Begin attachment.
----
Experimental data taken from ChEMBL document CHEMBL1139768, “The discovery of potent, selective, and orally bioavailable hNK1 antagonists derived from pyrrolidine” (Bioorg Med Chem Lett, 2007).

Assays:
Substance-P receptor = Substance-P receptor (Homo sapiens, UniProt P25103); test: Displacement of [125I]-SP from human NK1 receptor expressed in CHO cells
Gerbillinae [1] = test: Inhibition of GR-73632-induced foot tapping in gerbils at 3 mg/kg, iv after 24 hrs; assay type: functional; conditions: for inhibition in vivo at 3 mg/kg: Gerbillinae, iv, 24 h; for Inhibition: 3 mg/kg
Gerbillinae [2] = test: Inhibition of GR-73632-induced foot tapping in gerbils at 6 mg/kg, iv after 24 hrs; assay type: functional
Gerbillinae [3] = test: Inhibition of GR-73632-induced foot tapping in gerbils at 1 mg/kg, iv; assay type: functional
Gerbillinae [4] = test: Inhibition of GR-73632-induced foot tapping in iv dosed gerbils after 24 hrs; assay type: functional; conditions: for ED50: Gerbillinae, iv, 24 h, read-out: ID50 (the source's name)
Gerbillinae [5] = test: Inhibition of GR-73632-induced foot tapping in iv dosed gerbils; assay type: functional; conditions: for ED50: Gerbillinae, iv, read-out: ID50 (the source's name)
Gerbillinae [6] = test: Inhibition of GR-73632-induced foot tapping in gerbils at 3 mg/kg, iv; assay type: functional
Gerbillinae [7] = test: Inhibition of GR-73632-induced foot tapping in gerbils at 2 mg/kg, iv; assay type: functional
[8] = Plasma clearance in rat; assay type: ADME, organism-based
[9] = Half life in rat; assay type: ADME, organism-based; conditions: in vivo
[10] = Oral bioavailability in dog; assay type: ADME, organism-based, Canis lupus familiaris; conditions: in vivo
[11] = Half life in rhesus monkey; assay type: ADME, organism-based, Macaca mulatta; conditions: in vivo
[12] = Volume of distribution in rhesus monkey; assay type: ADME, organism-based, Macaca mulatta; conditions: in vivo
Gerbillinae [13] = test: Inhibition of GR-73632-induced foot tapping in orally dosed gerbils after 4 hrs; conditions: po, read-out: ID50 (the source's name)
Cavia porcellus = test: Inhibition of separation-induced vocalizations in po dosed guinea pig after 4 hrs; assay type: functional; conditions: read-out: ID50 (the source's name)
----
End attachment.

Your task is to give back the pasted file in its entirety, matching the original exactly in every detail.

Experimental data taken from ChEMBL document CHEMBL1139768, “The discovery of potent, selective, and orally bioavailable hNK1 antagonists derived from pyrrolidine” (Bioorg Med Chem Lett, 2007).

Assays:
Substance-P receptor = Substance-P receptor (Homo sapiens, UniProt P25103); test: Displacement of [125I]-SP from human NK1 receptor expressed in CHO cells
Gerbillinae [1] = test: Inhibition of GR-73632-induced foot tapping in gerbils at 3 mg/kg, iv after 24 hrs; assay type: functional; conditions: for inhibition in vivo at 3 mg/kg: Gerbillinae, iv, 24 h; for Inhibition: 3 mg/kg
Gerbillinae [2] = test: Inhibition of GR-73632-induced foot tapping in gerbils at 6 mg/kg, iv after 24 hrs; assay type: functional
Gerbillinae [3] = test: Inhibition of GR-73632-induced foot tapping in gerbils at 1 mg/kg, iv; assay type: functional
Gerbillinae [4] = test: Inhibition of GR-73632-induced foot tapping in iv dosed gerbils after 24 hrs; assay type: functional; conditions: for ED50: Gerbillinae, iv, 24 h, read-out: ID50 (the source's name)
Gerbillinae [5] = test: Inhibition of GR-73632-induced foot tapping in iv dosed gerbils; assay type: functional; conditions: for ED50: Gerbillinae, iv, read-out: ID50 (the source's name)
Gerbillinae [6] = test: Inhibition of GR-73632-induced foot tapping in gerbils at 3 mg/kg, iv; assay type: functional
Gerbillinae [7] = test: Inhibition of GR-73632-induced foot tapping in gerbils at 2 mg/kg, iv; assay type: functional
[8] = Plasma clearance in rat; assay type: ADME, organism-based
[9] = Half life in rat; assay type: ADME, organism-based; conditions: in vivo
[10] = Oral bioavailability in dog; assay type: ADME, organism-based, Canis lupus familiaris; conditions: in vivo
[11] = Half life in rhesus monkey; assay type: ADME, organism-based, Macaca mulatta; conditions: in vivo
[12] = Volume of distribution in rhesus monkey; assay type: ADME, organism-based, Macaca mulatta; conditions: in vivo
Gerbillinae [13] = test: Inhibition of GR-73632-induced foot tapping in orally dosed gerbils after 4 hrs; conditions: po, read-out: ID50 (the source's name)
Cavia porcellus = test: Inhibition of separation-induced vocalizations in po dosed guinea pig after 4 hrs; assay type: functional; conditions: read-out: ID50 (the source's name)